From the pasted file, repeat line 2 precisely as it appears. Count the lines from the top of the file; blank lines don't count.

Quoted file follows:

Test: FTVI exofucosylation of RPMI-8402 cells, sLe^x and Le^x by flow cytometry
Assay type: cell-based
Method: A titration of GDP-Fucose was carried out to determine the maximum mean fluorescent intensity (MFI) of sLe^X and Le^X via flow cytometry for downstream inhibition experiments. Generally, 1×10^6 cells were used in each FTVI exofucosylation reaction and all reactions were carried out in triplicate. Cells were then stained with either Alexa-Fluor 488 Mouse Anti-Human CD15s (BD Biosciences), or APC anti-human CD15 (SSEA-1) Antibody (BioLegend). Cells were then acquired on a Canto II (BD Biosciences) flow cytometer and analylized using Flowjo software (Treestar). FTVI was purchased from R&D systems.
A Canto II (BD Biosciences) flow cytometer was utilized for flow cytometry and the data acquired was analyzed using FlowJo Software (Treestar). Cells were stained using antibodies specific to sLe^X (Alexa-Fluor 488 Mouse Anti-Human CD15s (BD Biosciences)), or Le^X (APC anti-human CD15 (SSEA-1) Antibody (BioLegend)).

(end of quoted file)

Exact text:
Assay type: cell-based